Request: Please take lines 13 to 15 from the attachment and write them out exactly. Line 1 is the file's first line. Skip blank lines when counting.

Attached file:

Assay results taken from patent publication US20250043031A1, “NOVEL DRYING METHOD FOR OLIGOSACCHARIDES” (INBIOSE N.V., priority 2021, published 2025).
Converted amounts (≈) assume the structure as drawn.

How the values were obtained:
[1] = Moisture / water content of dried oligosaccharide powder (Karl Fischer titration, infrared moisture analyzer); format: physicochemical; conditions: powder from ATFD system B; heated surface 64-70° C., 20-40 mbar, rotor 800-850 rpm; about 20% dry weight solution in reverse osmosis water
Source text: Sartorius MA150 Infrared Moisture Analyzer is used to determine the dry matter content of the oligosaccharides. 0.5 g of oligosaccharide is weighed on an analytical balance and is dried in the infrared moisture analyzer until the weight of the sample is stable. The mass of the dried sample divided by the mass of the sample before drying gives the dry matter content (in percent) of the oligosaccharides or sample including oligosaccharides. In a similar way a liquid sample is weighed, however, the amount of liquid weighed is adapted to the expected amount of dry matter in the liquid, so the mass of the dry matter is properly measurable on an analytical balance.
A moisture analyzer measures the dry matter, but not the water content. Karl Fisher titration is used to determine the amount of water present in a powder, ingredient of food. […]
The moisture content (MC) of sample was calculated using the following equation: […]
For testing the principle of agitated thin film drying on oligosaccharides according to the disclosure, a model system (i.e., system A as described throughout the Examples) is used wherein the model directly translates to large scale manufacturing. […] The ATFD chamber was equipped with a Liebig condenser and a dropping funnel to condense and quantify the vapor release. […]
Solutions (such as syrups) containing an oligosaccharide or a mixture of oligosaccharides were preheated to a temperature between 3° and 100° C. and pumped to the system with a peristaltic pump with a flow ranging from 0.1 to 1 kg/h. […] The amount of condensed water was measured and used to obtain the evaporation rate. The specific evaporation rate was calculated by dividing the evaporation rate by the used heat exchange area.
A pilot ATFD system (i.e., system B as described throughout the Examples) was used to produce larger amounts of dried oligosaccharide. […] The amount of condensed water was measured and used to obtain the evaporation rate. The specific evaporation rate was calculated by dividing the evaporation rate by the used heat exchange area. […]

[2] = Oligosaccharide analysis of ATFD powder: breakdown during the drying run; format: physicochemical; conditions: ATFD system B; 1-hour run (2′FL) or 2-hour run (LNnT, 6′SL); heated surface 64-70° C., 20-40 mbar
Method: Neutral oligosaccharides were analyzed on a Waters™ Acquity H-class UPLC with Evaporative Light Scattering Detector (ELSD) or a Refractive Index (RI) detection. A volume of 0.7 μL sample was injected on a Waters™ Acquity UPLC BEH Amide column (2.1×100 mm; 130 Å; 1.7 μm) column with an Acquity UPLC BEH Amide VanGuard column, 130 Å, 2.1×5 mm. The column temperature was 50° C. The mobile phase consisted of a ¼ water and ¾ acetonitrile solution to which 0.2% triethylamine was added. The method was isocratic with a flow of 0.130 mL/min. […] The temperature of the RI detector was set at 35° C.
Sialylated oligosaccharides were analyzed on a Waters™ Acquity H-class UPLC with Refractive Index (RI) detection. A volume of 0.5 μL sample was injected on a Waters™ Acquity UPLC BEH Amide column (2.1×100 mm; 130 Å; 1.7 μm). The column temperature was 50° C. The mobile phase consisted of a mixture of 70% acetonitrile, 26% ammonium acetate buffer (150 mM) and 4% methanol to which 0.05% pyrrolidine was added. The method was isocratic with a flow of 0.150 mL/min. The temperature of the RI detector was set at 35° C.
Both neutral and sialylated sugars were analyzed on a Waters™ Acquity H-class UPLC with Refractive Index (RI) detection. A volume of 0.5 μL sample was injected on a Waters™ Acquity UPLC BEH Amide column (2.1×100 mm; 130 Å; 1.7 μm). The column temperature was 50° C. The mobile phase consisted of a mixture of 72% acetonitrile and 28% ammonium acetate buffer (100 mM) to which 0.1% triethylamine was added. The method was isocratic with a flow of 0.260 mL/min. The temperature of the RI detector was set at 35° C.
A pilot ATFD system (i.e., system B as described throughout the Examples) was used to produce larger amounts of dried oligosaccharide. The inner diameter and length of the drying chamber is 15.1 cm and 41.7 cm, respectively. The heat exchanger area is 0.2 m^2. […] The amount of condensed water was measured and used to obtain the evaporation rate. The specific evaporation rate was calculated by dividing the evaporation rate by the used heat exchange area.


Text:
Sialylated oligosaccharides were analyzed on a Waters™ Acquity H-class UPLC with Refractive Index (RI) detection. A volume of 0.5 μL sample was injected on a Waters™ Acquity UPLC BEH Amide column (2.1×100 mm; 130 Å; 1.7 μm). The column temperature was 50° C. The mobile phase consisted of a mixture of 70% acetonitrile, 26% ammonium acetate buffer (150 mM) and 4% methanol to which 0.05% pyrrolidine was added. The method was isocratic with a flow of 0.150 mL/min. The temperature of the RI detector was set at 35° C.
Both neutral and sialylated sugars were analyzed on a Waters™ Acquity H-class UPLC with Refractive Index (RI) detection. A volume of 0.5 μL sample was injected on a Waters™ Acquity UPLC BEH Amide column (2.1×100 mm; 130 Å; 1.7 μm). The column temperature was 50° C. The mobile phase consisted of a mixture of 72% acetonitrile and 28% ammonium acetate buffer (100 mM) to which 0.1% triethylamine was added. The method was isocratic with a flow of 0.260 mL/min. The temperature of the RI detector was set at 35° C.
A pilot ATFD system (i.e., system B as described throughout the Examples) was used to produce larger amounts of dried oligosaccharide. The inner diameter and length of the drying chamber is 15.1 cm and 41.7 cm, respectively. The heat exchanger area is 0.2 m^2. […] The amount of condensed water was measured and used to obtain the evaporation rate. The specific evaporation rate was calculated by dividing the evaporation rate by the used heat exchange area.